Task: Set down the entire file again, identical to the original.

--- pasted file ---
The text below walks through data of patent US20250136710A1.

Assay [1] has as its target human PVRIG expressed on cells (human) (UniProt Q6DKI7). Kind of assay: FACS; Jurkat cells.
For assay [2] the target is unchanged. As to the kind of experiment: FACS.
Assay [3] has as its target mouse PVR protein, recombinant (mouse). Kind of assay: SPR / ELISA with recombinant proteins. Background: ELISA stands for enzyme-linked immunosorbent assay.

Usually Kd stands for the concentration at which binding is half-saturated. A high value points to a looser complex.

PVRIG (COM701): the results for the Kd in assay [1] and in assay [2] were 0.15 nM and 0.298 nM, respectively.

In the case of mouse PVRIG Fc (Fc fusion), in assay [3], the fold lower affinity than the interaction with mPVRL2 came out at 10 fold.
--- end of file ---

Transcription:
The text below walks through data of patent US20250136710A1.

Assay [1] has as its target human PVRIG expressed on cells (human) (UniProt Q6DKI7). Kind of assay: FACS; Jurkat cells.
For assay [2] the target is unchanged. As to the kind of experiment: FACS.
Assay [3] has as its target mouse PVR protein, recombinant (mouse). Kind of assay: SPR / ELISA with recombinant proteins. Background: ELISA stands for enzyme-linked immunosorbent assay.

Usually Kd stands for the concentration at which binding is half-saturated. A high value points to a looser complex.

PVRIG (COM701): the results for the Kd in assay [1] and in assay [2] were 0.15 nM and 0.298 nM, respectively.

In the case of mouse PVRIG Fc (Fc fusion), in assay [3], the fold lower affinity than the interaction with mPVRL2 came out at 10 fold.